Saturday, September 09, 2006

A Shining Star

Four years ago this month, my gran passed away. The day I received that tragic news, I wrote this:

I feel sad today. Not because Mama as we fondly call our grandma God bless her soul, passed away. I feel sorry for my children who have lost their chance to meet the most extraordinary woman I had ever known in my whole life. I couldn't imagine Mama being frail and weak. When I was little, she came across as superhuman to me. So powerful I can only describe her in virile terms. I would cringe just hearing her footsteps cause I knew I'm off to the bath with that most awful looking scrubbing 'thingy' I had seen - not the fancy loofah you buy nowadays at Body Shops, but that horrid piece of rock: as in huge lump of rough mineral matter from god knows where on earth's crust it got blown up from. Imagine the most excruciating pain when that rock touched the skin.

As I grew older, I came to realize how graceful and exquisite she was. Perhaps still strong, what with the "language" and the pints of booze she consumed, but she was strong in that sort of Master Yoda kind of way: a wielding force of delicate composition and artistry. I remember how my sister in law got told off by her at one time. She had a rough day with my nieces and she was at the point where she was almost ready to take up the whole ammunition that a country has against her children, when Mama appeared and froze her with her words. Unprintables most of them unfortunately, but I've never seen nor heard such wisdom and discernment. That made Mama my superhero or heroine for that matter ever since, and still continues to inspire me and gives me strength everytime I face bullies and Darth Vaders of this planet. I wasn't on the hefty side when I was going to school and I learnt to use the art of clever conception to fend off and crumple my adversaries.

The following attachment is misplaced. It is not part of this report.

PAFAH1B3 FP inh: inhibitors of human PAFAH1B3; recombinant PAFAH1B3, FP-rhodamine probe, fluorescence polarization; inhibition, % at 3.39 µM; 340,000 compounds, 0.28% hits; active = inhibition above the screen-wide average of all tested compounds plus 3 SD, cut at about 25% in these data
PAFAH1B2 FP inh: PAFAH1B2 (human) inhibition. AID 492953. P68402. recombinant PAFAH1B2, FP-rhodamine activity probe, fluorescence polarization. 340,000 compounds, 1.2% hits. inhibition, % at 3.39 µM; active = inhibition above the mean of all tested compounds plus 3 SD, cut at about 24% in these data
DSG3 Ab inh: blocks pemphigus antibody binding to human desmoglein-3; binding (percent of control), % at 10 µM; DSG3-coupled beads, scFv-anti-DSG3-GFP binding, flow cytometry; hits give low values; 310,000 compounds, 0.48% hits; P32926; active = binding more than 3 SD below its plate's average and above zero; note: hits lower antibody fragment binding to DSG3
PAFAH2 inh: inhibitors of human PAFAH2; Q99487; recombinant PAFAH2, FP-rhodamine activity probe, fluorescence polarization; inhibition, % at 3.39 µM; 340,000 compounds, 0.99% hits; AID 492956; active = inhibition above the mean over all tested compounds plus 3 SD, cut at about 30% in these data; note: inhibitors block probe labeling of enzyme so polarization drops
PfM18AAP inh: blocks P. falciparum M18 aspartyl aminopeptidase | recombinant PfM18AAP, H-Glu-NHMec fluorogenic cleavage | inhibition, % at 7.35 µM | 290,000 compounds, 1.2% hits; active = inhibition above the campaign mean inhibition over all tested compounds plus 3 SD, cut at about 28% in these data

I never used to have pocket money when I went to school. My mother was a public school teacher and she never gave me money so that I can have nutrition instead of junk peddled outside school. The maid will just materialise as if some strange law of quantum physics caused her to be teleported from our kitchen to the class room at the exact time we are having our 'recess' to shove a veggie porridge and the most pathetic nutribun on my face. I don't how what sort of psychodynamics would that scene affect the other children but I'm sure it gave me the most inferior kind of complex.

I was such a wimp that my teacher had to sleep beside me as a cub scout when we got castawayed in some equatorial hell hole somewhere in Pilar during one of those scouting trips. It rained hard that day, and I heard from the 'big' scouts that there was a tropical storm boiling and that all the roads were flooded. I was so convinced that my father was going to pick me up that afternoon. In actual fact he tried, if not for the wicked ancient narra tree in Santa Fe that completely blocked the road. It was the longest night of my entire childhood life... I sure got teased as 'the baby boy' by my classmates.